Rehabilitation therapy self-efficacy
This series of questions was developed to determine how confident people are that they will be able to perform mobility-related activities of daily living and exercises instructed by physical or occupational therapists after a hip fracture. The questions were designed for administration in a face-to-face interview format, as part of an in-hospital interview conducted with hip-fracture patients. The self-efficacy questions were developed by three of the authors (Fortinsky, Bohannon and Litt) and pilot tested with six consenting patients at one of the sites before the final version was adopted for use in the study.
The stem of the question is ‘How confident are you that, over the NEXT FOUR WEEKS, you will be able to …’ and the eight statements are
- perform exercises as instructed by the physical therapist or occupational therapist;
- do exercises as instructed by the therapist even if they are difficult for you;
- transfer independently to and from your bed as instructed by the therapist;
- transfer independently to and from a chair as instructed by the therapist;
- keep your fractured hip in the position recommended by the therapist during transfers and walking;
- limit the amount of weight you put on your fractured hip as recommended by the therapist;
- walk independently with help from a walker or cane, as instructed by a therapist;
- do exercises as instructed by the therapist even if they make you tired.
The four-week time frame was used because typical stays in acute and post-acute rehabilitation settings after hip fracture in the study area during the study period average three to four weeks (less than one week in hospital and two to three weeks in post-acute rehabilitation facilities).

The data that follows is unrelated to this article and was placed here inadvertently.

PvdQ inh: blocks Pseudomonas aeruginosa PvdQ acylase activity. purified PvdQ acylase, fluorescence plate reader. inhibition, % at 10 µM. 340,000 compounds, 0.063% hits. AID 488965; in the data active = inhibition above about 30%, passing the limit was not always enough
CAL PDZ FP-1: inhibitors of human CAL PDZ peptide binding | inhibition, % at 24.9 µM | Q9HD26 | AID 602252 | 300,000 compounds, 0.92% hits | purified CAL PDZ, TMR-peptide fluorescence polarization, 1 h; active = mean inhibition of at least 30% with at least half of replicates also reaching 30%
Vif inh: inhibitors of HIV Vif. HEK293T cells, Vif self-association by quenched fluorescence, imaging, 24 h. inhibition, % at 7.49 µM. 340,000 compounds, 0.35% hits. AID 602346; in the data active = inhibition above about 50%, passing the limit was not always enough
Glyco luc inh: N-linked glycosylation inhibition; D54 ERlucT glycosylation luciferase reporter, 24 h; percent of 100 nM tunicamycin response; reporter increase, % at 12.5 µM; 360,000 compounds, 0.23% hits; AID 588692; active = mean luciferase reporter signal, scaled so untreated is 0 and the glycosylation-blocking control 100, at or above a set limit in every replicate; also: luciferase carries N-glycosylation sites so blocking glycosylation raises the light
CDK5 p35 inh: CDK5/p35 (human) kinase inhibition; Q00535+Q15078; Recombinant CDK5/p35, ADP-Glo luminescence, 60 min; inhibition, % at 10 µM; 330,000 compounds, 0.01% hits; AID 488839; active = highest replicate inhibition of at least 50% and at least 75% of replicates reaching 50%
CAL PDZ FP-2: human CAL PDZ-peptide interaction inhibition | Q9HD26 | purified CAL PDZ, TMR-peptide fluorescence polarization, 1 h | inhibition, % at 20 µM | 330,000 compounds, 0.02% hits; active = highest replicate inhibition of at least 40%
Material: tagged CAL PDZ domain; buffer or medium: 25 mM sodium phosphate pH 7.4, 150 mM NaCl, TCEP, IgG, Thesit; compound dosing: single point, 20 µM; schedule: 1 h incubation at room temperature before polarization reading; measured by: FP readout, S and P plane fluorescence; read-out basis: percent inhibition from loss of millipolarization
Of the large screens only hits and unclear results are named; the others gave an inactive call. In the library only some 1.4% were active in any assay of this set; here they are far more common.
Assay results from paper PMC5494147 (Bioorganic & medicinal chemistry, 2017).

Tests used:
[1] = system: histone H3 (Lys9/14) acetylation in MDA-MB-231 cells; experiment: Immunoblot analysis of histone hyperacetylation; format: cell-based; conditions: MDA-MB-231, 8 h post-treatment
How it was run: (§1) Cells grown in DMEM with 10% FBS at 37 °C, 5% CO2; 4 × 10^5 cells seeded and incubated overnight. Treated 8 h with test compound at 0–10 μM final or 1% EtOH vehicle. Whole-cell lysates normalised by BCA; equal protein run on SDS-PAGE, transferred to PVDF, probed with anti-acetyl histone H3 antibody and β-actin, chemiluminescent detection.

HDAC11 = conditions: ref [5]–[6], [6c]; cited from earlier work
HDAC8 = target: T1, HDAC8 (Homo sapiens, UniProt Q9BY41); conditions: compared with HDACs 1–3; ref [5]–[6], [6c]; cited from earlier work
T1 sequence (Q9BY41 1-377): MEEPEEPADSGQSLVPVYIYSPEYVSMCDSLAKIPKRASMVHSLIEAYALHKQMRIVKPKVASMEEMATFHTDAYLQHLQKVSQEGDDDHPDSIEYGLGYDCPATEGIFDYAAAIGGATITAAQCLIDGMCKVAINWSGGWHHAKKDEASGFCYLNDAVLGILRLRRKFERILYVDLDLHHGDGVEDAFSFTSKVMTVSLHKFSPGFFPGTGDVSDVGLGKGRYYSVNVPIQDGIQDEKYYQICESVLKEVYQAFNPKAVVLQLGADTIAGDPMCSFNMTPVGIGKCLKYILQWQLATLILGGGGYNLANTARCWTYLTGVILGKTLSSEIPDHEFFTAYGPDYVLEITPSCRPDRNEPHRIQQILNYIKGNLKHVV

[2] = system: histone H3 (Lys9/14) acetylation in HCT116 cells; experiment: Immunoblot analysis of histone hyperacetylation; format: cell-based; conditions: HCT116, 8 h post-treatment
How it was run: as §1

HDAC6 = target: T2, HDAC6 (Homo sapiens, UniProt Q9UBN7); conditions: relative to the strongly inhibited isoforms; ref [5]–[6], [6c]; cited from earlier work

All eight questions have the same response categories and corresponding values: (1) not at all confident I will be able to do this; (2) a little confident; (3) somewhat confident; (4) mostly confident; and (5) completely confident. Scores could range from 8 to 40, with lower scores representing less rehabilitation therapy self-efficacy.
The 11-item Iowa form of the Center for Epidemiological Studies–Depression (CES-D) scale was used in this study to capture depressive symptoms (Kohout et al., 1993). This shorter form of the CES-D was used to alleviate respondent burden; response categories refer to the number of days in the previous week that each item or symptom was experienced. The internal consistency reliability of this 11-item measure in the study sample was adequate (Cronbach's alpha = 0.74).
The physical domain of the functional independence measure (FIM) was used to ascertain pre-fracture level of physical functioning and to determine current level of functioning six months after fracture. The FIM is a standard physical disability measurement system in rehabilitation medicine (Hamilton et al., 1987). Personal care ADL evaluated by the FIM include bathing, dressing upper body, dressing lower body, toileting, bladder control, bowel control, transfer from bed to chair, transfer from bed to toilet, transfer into tub or shower, ambulation and climbing stairs. Each FIM item response ranges on a seven-point scale from ‘complete independence’ (7) to ‘total assistance’ (1). In this study, to determine pre-fracture functioning, patients or proxies were asked during the in-hospital interview about how well patients were functioning ‘during the four weeks immediately prior’ to the hip fracture.